As you age, your ability to taste may likely diminish.
There are so many factors affecting appetite and food intake in the elderly that one of the most obvious is often overlooked—taste. Changes in the body resulting from aging impact the sensory system and may result in appetite depression leading to weight loss, malnutrition, and deterioration of other medical conditions. A cycle starts to develop that exacerbates declining health.
A loss of taste begins for most of us in middle age and continues to fade. What most tend to overlook is how intertwined the senses smell and taste are; more that 75% of your ability to taste comes directly from your ability to smell. As seniors’ ability to smell, and thus taste diminishes, the challenge becomes how to get the nutrients you need and enjoy the food you’re eating.
The list of contributors to declining smell, taste, and appetite is virtually endless. A history of illness i.e., allergies, upper respiratory infections, as well as head injuries can impact your senses. As we age and produce less saliva, “dry mouth” becomes a common complaint. Dry mouth frequently accelerates tooth decay, loss, the need for dentures, and overall mouth sensitivity. In addition, many medications can greatly affect taste. This can change the way a senior eats, due to the fact that your mind remember the way things used to taste and tries to replicate it with more seasoning than necessary or safe.
How it Can Be Dangerous
The elderly commonly lose their sense of salty taste and tend to overuse salt. An increase in salt and sugar can bring on or aggravate other health conditions, such as diabetes and hypertension. Another dangerous part that the loss of taste plays into is the inability to tell if something has gone bad. A reduced ability to recognize spoiled food might lead to food poisoning, resulting in nausea, vomiting, and diarrhea. An example of this is something we all do; how do you tell if milk has gone bad? You smell it, but if you have lost most of your ability to smell and you aren’t even aware of it, you may accidentally drink spoiled milk. The cycle feeds on itself—no pun intended.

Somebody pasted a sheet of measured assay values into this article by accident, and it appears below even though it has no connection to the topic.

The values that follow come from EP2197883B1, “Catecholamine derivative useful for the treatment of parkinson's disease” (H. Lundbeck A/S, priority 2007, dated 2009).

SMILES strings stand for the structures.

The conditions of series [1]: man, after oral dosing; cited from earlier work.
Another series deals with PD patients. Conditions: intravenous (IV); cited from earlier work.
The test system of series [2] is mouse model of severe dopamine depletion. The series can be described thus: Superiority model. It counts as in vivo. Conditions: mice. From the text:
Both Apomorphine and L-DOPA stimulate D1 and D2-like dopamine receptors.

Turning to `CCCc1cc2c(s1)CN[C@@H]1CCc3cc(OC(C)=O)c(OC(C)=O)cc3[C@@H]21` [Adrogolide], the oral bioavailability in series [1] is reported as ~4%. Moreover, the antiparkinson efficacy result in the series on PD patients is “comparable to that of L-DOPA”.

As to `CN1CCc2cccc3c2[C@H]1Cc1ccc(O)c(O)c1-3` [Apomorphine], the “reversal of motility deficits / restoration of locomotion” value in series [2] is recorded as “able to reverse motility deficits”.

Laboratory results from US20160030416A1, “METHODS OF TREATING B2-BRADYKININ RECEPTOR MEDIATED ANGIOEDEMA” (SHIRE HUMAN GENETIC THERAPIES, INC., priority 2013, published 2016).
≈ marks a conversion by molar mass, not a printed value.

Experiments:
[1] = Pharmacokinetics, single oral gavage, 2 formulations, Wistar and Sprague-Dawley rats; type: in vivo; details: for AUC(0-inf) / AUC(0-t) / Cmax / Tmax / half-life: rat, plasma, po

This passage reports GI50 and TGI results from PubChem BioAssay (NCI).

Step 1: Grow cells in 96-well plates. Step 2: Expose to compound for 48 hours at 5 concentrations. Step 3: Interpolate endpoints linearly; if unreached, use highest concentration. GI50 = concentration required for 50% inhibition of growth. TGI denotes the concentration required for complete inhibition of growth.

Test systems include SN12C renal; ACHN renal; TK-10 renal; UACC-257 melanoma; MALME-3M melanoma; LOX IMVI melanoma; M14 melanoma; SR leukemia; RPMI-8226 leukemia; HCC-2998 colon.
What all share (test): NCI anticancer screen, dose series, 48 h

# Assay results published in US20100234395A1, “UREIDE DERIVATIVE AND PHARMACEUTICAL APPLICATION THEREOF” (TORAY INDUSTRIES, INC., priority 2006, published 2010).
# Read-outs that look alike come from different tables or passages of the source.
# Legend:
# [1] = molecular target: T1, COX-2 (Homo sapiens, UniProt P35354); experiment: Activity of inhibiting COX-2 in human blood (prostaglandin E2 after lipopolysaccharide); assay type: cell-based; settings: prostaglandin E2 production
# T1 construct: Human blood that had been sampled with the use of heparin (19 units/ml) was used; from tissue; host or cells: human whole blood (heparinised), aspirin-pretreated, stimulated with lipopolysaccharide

What You Can Do
All of this information can be overwhelming but there are steps to combat these natural lose of senses. If possible, seek the help of a dietitian to develop food lists that are appetizing to you. Some senior centers provide guidance or workshops on nutrition. Ask your primary care provider about programs that might be available.
Enhancing variety, flavor, even altering temperature can go a long way to improving your interest in food. There are many great articles on-line that offer insight and suggestions. Visit http://longevity.about.com/od/agingproblems/a/Is-Your-Taste-Changing-With-Age.htm for more information and simple steps to follow.